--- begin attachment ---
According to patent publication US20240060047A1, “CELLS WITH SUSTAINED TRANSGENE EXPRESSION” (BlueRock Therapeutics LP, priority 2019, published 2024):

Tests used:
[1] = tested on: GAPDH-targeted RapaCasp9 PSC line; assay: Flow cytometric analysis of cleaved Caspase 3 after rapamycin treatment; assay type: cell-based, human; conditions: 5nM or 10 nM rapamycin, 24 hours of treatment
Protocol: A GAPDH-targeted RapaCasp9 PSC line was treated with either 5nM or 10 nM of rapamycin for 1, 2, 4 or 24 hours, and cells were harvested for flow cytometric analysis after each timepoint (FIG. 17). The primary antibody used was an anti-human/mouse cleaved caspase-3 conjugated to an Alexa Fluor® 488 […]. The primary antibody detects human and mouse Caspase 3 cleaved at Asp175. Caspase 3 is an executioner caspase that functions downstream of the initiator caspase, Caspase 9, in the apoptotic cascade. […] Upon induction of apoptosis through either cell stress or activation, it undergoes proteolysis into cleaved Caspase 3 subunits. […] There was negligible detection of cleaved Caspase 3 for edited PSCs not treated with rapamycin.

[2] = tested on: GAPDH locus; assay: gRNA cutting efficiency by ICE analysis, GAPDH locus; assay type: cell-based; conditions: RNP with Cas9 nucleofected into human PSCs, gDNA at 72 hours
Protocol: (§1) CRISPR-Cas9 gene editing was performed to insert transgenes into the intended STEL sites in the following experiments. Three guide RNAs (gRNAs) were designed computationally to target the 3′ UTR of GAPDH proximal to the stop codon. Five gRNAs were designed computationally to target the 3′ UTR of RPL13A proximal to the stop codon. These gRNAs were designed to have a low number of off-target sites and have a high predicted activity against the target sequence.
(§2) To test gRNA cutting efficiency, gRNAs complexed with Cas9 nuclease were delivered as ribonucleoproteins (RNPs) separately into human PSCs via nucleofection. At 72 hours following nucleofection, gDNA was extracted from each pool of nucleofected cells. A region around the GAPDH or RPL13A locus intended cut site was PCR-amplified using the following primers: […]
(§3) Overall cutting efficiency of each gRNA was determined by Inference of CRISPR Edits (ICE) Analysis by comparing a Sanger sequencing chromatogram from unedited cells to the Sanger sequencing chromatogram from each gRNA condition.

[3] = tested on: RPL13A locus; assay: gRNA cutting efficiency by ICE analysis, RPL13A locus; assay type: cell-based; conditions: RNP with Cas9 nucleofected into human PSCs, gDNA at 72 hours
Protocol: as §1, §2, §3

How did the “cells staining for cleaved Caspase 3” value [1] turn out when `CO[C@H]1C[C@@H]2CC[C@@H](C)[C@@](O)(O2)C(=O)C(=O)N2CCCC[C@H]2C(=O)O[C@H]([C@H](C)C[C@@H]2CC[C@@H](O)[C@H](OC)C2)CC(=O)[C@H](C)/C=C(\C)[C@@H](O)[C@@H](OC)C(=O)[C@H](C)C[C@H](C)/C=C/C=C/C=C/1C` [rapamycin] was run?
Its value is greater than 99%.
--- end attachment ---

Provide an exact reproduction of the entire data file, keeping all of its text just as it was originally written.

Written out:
According to patent publication US20240060047A1, “CELLS WITH SUSTAINED TRANSGENE EXPRESSION” (BlueRock Therapeutics LP, priority 2019, published 2024):

Tests used:
[1] = tested on: GAPDH-targeted RapaCasp9 PSC line; assay: Flow cytometric analysis of cleaved Caspase 3 after rapamycin treatment; assay type: cell-based, human; conditions: 5nM or 10 nM rapamycin, 24 hours of treatment
Protocol: A GAPDH-targeted RapaCasp9 PSC line was treated with either 5nM or 10 nM of rapamycin for 1, 2, 4 or 24 hours, and cells were harvested for flow cytometric analysis after each timepoint (FIG. 17). The primary antibody used was an anti-human/mouse cleaved caspase-3 conjugated to an Alexa Fluor® 488 […]. The primary antibody detects human and mouse Caspase 3 cleaved at Asp175. Caspase 3 is an executioner caspase that functions downstream of the initiator caspase, Caspase 9, in the apoptotic cascade. […] Upon induction of apoptosis through either cell stress or activation, it undergoes proteolysis into cleaved Caspase 3 subunits. […] There was negligible detection of cleaved Caspase 3 for edited PSCs not treated with rapamycin.

[2] = tested on: GAPDH locus; assay: gRNA cutting efficiency by ICE analysis, GAPDH locus; assay type: cell-based; conditions: RNP with Cas9 nucleofected into human PSCs, gDNA at 72 hours
Protocol: (§1) CRISPR-Cas9 gene editing was performed to insert transgenes into the intended STEL sites in the following experiments. Three guide RNAs (gRNAs) were designed computationally to target the 3′ UTR of GAPDH proximal to the stop codon. Five gRNAs were designed computationally to target the 3′ UTR of RPL13A proximal to the stop codon. These gRNAs were designed to have a low number of off-target sites and have a high predicted activity against the target sequence.
(§2) To test gRNA cutting efficiency, gRNAs complexed with Cas9 nuclease were delivered as ribonucleoproteins (RNPs) separately into human PSCs via nucleofection. At 72 hours following nucleofection, gDNA was extracted from each pool of nucleofected cells. A region around the GAPDH or RPL13A locus intended cut site was PCR-amplified using the following primers: […]
(§3) Overall cutting efficiency of each gRNA was determined by Inference of CRISPR Edits (ICE) Analysis by comparing a Sanger sequencing chromatogram from unedited cells to the Sanger sequencing chromatogram from each gRNA condition.

[3] = tested on: RPL13A locus; assay: gRNA cutting efficiency by ICE analysis, RPL13A locus; assay type: cell-based; conditions: RNP with Cas9 nucleofected into human PSCs, gDNA at 72 hours
Protocol: as §1, §2, §3

How did the “cells staining for cleaved Caspase 3” value [1] turn out when `CO[C@H]1C[C@@H]2CC[C@@H](C)[C@@](O)(O2)C(=O)C(=O)N2CCCC[C@H]2C(=O)O[C@H]([C@H](C)C[C@@H]2CC[C@@H](O)[C@H](OC)C2)CC(=O)[C@H](C)/C=C(\C)[C@@H](O)[C@@H](OC)C(=O)[C@H](C)C[C@H](C)/C=C/C=C/C=C/1C` [rapamycin] was run?
Its value is greater than 99%.